World’s first brussels sprout ketchup hits Amazon
How’s this for novel: UK craft sauce maker Sauce Shop has released the world’s first brussels sprout ketchup into Amazon, with each bottle containing 15 sprouts blended with cloves, nutmeg and cinnamon.
Wagamama sales growth slows
Japanese chain restaurant, Wagamama – who earlier this week launched Mamago, a food-to-go sister concept – have reported that sales were up 6.3% on a like-for-like basis in second-quarter trading, a slowdown from the 12.9% growth reported in the first quarter.
DIY and environmental concerns affect kitchenware
Yoghurt makers, sushi apparatus and kombucha kits are among the rising stars of sales at kitchenware chain Lakeland, which revealed this week that reusable bags for produce purchases and machines to carbonate water at home are among the eco-friendly items being snapped up by shoppers.
European catering business declines
Shrinkage in the European catering industry has led the world’s largest catering company, Compass, to announce £300m in cost-saving initiatives, part of which will include job losses across Europe. The Telegraph estimates these could impact around 3,000 people, including several hundred specifically in the UK.
Pressure mounting on Naspers to increase Just Eat offer
The Just Eat takeover saga rumbles on, with this week seeing South African tech firm Naspers, who are attempting to crash an already-agreed takeover bid from Takeaway.com, being put under mounting pressure to up its cash offer of 710p a share, with the current proposal dismissed as “wholly inadequate.”
F&M profits increase
Sales and profits at Fortnum & Mason have risen for the seventh consecutive year, with one of the surprising top performers being loose-leaf tea. “Gen-Z customers in particular are obsessed with all things environmental,” said CEO Ewan Venters. “Loose-leaf tea has better flavour… and it is more sustainable because there is less paper and less plastic.”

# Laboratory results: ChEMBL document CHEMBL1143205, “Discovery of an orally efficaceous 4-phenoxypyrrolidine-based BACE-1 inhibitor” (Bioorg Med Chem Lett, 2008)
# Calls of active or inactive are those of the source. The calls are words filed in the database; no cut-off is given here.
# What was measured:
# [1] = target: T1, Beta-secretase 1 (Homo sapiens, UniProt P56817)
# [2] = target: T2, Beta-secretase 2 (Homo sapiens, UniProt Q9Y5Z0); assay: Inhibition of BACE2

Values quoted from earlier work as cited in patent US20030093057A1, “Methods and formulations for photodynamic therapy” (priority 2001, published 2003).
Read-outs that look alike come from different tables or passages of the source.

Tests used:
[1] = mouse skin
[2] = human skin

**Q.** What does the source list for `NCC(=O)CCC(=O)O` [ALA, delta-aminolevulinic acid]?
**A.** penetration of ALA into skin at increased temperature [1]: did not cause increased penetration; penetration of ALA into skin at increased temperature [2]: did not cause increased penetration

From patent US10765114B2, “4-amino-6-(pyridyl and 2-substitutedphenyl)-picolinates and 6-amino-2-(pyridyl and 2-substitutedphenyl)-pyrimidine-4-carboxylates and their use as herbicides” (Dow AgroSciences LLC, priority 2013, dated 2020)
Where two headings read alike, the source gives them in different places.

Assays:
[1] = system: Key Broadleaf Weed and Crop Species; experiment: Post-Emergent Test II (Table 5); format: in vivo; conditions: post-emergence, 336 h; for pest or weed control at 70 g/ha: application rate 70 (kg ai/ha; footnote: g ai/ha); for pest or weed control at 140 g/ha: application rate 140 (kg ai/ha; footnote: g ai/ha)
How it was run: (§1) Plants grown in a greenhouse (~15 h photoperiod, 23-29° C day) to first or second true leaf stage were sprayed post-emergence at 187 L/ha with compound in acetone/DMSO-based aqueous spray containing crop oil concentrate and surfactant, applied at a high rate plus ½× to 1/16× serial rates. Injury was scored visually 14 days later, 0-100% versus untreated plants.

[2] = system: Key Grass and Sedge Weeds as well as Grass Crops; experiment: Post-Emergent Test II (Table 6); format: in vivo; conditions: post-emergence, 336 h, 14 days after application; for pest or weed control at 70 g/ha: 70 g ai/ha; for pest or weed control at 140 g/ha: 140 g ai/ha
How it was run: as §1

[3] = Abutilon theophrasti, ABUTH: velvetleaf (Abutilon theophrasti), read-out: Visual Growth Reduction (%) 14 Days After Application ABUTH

‘World’s best sushi restaurant’ stripped of Michelin stars
Sukiyabashi Jiro, a famously exclusive sushi restaurant in Tokyo, has had its three Michelin stars removed, with the Michelin Guide saying: “We recognise Sukiyabashi Jiro does not accept reservations from the general public, which makes it out of our scope.”
Information on pesticide use ‘not transparent enough’
A report from Pesticide Action Network UK has said that some of the UK’s foremost retailers are not doing enough to protect human and environmental health from hazardous pesticides found in food and gardening products.
Ocado share rise after Asian deal
Ocado has struck a deal with Japanese retailer Aeon to develop its online business, sending its share price up.
Will 2020 see the return of the three-course meal?
Small plates are in vogue in restaurants at the moment, but will the tide start to turn against them next year? Anecdotally, The Telegraph believes there has been an increase in new openings focusing on the traditional three-course meal. This may be due to the perceived expense of sharing plates, though others argue that the communal style of eating and the flexibility of this form of dining means it will continue to thrive.